Enter your email address to receive notifications of new posts by email.

Enjoy what you read here at Forgotten Weapons? Please consider supporting me on Patreon with $1/month! Thanks!

Vintage Saturday: Winter Watch

Austrian troops in the First World War, with a Steyr M95 rifle and carbine

I bet they’re pretty cold even under those fur coats (click to enlarge)

Bulgarian troops in the First World War, with fixed bayonets on a Steyr M95 rifle and carbine.

18 comments to Vintage Saturday: Winter Watch

  • zach

    Any idea where this was taken?

  • El Gato

    They look Bulgarian to me. Wrong hat for an KuK soldat. I may be wrong however… Great photo!

    • Hmm…could be. I’m sure one of our folks with more Balkans knowledge will take a look later today…

    • Chris Morton

      I agree. I don’t ever recall seeing a WWI era Austrian soldier wearing a peaked style cap, only their kepis, the Bergmutze type, and perhaps some form of “side” cap (“service” cap and “bonnet de police” in U.S. and French parlance respectively).

    • Denny

      Yeah, I feel same way. These are not really ‘our’ guys (which included both of my grandfathers).

  • Turk

    Ahhh, the folks who were trying to Kill my Gran Pa…(He was a Corporale-Maggiore in the Royal Italian Army in WW I)

  • Javier

    Could they belong to one of the Austrian Polish Legions?. They wore a peaked cap.

    Polish Legions

    • Chris Morton

      Didn’t the Polish peaked cap have four corners like czapka? I highly doubt they’re Polish, in ANYBODY’s army in WWI

      • Javier

        In WWI there were Polish units in the Austro-Hungarian, Russian, and French armies. Those fighting for the Austrians wore a regular peaked cap, as Pilsudski himself wore.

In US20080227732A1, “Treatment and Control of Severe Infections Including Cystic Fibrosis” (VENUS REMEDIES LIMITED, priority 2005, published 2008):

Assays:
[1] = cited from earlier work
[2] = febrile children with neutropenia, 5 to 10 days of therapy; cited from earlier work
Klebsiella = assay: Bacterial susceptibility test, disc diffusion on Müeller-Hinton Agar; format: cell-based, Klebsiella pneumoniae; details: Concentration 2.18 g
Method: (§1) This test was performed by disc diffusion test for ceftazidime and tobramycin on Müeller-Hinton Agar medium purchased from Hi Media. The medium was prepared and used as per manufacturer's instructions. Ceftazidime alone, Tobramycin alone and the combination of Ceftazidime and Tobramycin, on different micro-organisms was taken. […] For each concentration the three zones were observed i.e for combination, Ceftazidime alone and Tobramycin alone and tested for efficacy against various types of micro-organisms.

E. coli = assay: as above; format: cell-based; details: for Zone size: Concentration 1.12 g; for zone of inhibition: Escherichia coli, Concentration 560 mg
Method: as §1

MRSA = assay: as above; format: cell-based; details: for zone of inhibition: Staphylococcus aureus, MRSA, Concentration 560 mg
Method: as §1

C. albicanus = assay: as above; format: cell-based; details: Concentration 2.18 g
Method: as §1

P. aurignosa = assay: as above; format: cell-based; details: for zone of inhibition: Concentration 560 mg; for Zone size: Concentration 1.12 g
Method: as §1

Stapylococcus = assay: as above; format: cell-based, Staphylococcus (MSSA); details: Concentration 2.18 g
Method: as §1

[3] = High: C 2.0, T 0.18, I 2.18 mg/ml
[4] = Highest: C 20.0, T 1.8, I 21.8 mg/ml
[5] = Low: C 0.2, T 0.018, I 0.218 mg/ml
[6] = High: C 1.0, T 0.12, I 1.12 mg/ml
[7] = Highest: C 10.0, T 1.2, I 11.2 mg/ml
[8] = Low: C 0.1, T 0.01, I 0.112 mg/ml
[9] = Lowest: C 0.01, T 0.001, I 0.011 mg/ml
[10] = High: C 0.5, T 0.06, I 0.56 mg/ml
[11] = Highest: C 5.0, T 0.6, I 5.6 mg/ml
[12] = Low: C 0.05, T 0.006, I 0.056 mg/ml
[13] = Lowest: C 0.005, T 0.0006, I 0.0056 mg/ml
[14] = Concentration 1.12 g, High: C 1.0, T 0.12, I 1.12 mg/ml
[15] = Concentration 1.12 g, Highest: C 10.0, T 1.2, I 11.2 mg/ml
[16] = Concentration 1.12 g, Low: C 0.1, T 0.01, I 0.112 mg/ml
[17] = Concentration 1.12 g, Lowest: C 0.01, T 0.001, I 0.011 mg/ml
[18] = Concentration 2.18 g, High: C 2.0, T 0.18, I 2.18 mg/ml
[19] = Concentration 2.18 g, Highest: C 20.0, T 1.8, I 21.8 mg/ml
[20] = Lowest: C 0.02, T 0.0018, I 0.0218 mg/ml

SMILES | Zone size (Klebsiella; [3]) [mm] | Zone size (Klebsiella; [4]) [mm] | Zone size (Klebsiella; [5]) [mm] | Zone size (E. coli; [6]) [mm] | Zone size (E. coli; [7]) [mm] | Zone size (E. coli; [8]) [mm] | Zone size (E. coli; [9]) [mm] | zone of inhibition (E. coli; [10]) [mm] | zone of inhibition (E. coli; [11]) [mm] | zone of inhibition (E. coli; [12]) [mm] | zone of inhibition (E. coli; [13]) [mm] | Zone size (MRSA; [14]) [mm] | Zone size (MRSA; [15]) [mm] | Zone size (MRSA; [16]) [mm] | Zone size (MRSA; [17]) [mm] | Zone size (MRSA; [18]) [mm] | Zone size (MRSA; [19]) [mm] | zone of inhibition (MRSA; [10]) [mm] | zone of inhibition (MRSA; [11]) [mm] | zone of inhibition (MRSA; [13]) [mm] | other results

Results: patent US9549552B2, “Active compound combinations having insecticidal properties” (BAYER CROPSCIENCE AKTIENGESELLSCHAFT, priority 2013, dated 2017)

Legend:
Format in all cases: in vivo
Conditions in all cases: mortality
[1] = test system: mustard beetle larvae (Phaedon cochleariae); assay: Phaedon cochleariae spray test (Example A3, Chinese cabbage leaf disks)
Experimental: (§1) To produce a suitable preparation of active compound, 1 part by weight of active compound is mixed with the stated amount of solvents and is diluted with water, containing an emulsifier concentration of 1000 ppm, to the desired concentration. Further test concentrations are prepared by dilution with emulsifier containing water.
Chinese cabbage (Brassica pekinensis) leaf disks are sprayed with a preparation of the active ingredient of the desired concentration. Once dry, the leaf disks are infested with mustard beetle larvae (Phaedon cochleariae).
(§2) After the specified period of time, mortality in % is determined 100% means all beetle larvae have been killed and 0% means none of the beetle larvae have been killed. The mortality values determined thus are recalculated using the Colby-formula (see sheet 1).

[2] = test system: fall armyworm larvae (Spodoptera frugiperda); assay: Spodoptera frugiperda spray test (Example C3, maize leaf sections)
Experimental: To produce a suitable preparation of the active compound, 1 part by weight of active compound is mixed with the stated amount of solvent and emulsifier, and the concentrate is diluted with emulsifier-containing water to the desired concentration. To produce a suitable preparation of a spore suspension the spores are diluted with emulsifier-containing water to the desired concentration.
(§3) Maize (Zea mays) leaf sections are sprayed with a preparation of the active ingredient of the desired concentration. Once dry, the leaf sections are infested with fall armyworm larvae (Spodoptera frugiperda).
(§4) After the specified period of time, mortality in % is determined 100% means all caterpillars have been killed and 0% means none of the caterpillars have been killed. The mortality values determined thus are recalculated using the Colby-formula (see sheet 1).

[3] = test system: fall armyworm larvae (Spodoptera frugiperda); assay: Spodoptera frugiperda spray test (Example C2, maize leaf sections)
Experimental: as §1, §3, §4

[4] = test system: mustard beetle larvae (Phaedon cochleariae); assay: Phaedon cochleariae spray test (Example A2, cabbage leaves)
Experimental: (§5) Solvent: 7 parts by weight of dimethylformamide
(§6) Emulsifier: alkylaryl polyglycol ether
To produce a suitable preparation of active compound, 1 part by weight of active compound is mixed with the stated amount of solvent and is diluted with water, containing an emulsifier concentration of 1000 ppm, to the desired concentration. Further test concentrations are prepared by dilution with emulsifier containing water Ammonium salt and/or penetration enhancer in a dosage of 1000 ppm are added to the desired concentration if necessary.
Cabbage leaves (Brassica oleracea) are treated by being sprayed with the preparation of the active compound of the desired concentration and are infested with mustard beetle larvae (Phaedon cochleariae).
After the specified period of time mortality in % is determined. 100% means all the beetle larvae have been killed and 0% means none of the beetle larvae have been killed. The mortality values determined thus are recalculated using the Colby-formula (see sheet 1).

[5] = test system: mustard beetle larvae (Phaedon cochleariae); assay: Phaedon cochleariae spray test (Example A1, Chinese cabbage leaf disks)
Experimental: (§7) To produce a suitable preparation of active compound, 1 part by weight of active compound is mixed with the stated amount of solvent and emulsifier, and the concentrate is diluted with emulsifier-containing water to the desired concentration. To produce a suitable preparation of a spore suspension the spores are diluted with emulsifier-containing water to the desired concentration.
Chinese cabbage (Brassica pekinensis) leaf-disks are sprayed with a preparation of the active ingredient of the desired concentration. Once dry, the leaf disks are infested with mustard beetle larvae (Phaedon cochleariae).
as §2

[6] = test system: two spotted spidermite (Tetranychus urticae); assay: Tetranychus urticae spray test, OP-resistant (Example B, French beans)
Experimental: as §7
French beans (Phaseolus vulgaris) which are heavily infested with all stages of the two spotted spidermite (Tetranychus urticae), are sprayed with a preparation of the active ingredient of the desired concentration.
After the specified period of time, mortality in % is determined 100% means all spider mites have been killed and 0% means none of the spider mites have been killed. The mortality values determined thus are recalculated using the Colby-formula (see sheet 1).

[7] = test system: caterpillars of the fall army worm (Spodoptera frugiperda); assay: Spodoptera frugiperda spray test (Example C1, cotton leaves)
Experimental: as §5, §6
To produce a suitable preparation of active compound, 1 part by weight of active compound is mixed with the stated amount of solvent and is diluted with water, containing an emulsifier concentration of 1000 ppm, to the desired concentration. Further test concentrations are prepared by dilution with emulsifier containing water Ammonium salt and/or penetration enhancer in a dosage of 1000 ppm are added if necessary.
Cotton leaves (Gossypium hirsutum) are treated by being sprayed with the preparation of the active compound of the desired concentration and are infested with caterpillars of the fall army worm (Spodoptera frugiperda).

• Bill F.

    Heh Turk, that would be my grandfather on the Austrian side of the lines.. I’m not an expert but those hats definitely do not look correct. There were a variety used by the Austrians, but the ones I know of had belt-like pieces of cloth joined by two buttons (vertical) at the center-front of the hat. This would usually be above the brim but I know one example where a narrow version of what I just described joined below the brim.

  • thomas

    What I see is a typical day in the life of a soldier in winter, in the trenches .. and this on a GOOD day!!! Great coat, worthless headgear! The word is MISERABLE!

    • Martin

      My 1st thought was the worthless headgear and lack of anything on the hands. I have to believe that frost bite/freezing on face, ears and fingers would have been very high.

      I too would think that coat would be fine as it both stops the wind and has a great inside insulator. Plus it looks like they have a wool coat on under the leather outside coat.

      I’ve stood outside in sub -25F for hours with my the trunk of my body attired like them and didn’t get cold at all. But I also had good head and hand gear. Without the head/hand gear it would have been a few minutes.

  • Bulgarian found same hat and uniform on axes forum.

  • Javier

    The guys in the background, with cockades on their caps, do look bulgarian.

  • David Carlson

    THose are Bulgarian soldiers, not Austrohungarian Kaiserliche und Königliche troops. Gets confusing, what with the Steyr-Mannlicher rifles and so on.

  • Bill Lester

    Caption Time

    Guy on the ground: “Hey Rudolf, that cabbage from last night was a lot better going down than coming out!”

  • R. Aballe

    Those are indeed Bulgarian soldiers. The straight-pull Mannlicher M 95 rifles and carbines were regulation issue in the Royal Bulgarian Army and remained so well after 1945, albeit with 2nd rate troops. As for the photo itself, I recall having seen a very similar one, perhaps in the excellent book by Alexandr Vchkov on Bulgarian uniforms and kit, published in Sofia in 2010.

Leave a Reply




You can use these HTML tags

<a href="" title=""> <abbr title=""> <acronym title=""> <b> <blockquote cite=""> <cite> <code> <del datetime=""> <em> <i> <q cite=""> <s> <strike> <strong>